The journey from Paris to Arles took four hours by TGV (fast train) – just 8 months and 135 years after Vincent Van Gogh. His journey was a lot slower, but soon we were following in his footsteps – literally.
A map from the local tourist office showed the locations where Van Gogh painted many of his iconic paintings. And about an hour after sunset – blue hour – we stepped through the gates of the medieval town wall to find ourselves looking at a surprisingly familiar looking river – it was indeed the Rhone.
Van Gogh is called an impressionist painter – with connotations of fuzzy blobs – but what is really surprising is just how accurately he painted the colours, lights and reflections on the water.
According to legend, Van Gogh painted this scene with three candles fixed in his hat – it makes for a romantic story, but sadly, it is just that. In reality, he stood beneath one of the newly installed gas lights – of which there were many lining the embankment – just as he painted them.
Standing where he stood, I saw at once how the street lamps cast their shimmering streaks of light upon the river below – it was clear he had captured the scene precisely as it appeared.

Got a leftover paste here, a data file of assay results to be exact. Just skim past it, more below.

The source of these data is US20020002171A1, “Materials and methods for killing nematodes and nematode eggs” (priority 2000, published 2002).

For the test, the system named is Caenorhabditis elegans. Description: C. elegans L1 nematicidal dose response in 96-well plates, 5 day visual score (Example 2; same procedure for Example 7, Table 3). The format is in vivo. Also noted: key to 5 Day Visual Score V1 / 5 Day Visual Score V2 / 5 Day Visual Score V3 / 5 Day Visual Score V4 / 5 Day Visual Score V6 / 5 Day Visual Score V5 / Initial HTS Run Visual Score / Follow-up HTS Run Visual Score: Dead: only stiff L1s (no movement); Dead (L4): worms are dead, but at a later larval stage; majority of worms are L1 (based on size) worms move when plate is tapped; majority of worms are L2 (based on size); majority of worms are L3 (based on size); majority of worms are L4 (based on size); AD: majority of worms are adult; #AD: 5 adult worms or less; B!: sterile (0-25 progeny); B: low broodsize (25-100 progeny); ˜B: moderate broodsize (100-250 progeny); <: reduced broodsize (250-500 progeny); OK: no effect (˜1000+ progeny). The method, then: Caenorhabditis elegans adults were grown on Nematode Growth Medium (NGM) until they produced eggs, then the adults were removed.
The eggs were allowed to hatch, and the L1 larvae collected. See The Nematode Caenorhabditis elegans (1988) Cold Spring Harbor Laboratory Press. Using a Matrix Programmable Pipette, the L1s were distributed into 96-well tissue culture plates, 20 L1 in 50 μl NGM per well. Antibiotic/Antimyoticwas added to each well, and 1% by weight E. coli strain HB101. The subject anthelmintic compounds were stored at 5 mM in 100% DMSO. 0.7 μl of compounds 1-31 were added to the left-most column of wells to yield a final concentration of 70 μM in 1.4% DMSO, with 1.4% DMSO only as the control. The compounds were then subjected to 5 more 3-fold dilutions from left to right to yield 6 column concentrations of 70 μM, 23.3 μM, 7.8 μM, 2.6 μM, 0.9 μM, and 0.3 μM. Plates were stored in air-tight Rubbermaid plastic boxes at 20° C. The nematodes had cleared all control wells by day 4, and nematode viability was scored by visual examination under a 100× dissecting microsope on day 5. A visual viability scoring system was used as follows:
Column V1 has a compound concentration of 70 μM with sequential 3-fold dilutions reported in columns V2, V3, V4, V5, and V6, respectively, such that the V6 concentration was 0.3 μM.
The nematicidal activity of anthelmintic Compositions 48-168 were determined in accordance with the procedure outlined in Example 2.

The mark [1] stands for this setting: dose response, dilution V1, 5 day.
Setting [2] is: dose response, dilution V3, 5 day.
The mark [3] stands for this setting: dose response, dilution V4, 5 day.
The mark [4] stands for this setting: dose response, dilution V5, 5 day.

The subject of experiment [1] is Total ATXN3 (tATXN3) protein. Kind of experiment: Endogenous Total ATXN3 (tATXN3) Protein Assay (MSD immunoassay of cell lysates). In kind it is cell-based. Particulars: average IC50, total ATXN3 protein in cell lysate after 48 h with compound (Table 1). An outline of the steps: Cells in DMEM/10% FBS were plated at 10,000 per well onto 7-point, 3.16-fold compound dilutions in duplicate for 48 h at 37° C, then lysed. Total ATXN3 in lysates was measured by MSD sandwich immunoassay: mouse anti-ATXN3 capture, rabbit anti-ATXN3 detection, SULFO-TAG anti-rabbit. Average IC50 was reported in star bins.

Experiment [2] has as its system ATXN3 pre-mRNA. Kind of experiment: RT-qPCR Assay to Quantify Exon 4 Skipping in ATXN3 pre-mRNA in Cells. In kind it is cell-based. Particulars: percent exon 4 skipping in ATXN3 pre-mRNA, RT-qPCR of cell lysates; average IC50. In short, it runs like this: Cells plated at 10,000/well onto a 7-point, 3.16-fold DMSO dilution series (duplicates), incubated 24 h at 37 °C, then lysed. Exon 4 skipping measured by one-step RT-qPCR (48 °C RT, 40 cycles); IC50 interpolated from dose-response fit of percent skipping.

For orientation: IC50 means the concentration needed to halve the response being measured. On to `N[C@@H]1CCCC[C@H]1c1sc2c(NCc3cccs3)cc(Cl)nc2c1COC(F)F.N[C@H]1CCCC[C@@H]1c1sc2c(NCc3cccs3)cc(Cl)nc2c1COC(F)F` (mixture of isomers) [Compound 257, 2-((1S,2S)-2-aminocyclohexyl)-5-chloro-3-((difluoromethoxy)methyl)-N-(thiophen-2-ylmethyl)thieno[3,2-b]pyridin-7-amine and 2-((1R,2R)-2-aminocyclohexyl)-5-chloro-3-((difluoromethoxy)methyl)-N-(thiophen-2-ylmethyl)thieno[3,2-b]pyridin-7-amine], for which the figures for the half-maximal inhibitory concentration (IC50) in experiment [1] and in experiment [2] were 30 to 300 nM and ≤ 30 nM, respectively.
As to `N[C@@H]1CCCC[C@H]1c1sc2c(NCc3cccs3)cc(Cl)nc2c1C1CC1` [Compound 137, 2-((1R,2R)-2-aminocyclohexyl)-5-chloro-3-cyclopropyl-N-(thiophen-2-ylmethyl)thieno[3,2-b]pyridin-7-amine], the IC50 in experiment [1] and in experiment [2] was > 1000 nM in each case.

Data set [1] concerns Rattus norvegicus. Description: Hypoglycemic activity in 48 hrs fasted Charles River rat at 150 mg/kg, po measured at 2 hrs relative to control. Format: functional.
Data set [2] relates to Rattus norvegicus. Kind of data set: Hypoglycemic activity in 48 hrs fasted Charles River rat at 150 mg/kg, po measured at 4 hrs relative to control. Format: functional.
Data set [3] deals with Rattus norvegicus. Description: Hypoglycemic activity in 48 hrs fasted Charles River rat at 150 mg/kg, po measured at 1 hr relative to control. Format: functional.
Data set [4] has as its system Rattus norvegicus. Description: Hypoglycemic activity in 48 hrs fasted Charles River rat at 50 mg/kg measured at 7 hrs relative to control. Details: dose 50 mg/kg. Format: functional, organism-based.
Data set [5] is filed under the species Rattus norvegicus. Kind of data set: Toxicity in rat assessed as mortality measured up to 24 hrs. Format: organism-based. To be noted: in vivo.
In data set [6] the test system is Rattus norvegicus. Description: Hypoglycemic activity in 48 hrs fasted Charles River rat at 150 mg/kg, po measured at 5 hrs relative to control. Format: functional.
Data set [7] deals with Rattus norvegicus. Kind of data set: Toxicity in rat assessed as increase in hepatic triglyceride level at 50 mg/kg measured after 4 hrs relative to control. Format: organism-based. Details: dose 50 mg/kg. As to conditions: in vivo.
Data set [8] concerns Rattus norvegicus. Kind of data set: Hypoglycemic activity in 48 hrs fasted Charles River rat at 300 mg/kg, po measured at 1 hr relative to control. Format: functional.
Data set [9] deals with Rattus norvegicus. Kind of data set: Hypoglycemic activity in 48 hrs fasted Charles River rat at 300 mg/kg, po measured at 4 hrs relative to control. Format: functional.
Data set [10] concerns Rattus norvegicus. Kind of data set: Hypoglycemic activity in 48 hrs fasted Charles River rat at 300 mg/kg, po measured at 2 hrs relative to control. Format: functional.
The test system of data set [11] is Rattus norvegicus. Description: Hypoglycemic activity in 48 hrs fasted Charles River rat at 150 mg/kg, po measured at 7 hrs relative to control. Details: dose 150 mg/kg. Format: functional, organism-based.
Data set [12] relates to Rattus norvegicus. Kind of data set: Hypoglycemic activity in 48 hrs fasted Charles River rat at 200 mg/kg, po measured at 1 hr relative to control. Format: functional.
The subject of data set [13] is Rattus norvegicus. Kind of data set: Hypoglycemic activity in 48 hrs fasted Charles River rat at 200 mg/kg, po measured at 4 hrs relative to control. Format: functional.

A couple of dodgy looking characters showed some interest as I set up the tripod and took out the camera, so I wasn’t keen to hang around for too long. But I still managed to take some 15 and 30 second exposures, and was pleased with the results as they appeared in the back screen of the camera.
Thin clouds masked the stars, but the blue was unmistakable. And for me, the light on the water really stood out. Let me know what you think in the comments below.
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Thanks for stopping by and leaving a comment Albert! I really appreciate it. I’ll be posting up more ‘then and nows’ soon 🙂
Great article Jerry. Made my way here from the Problogger challenge/post. I do photography on the side too, so I can appreciate that extra steps you took to get that perfect shot, especially with those dodgy characters nearby and expensive camera gear!
Best of luck,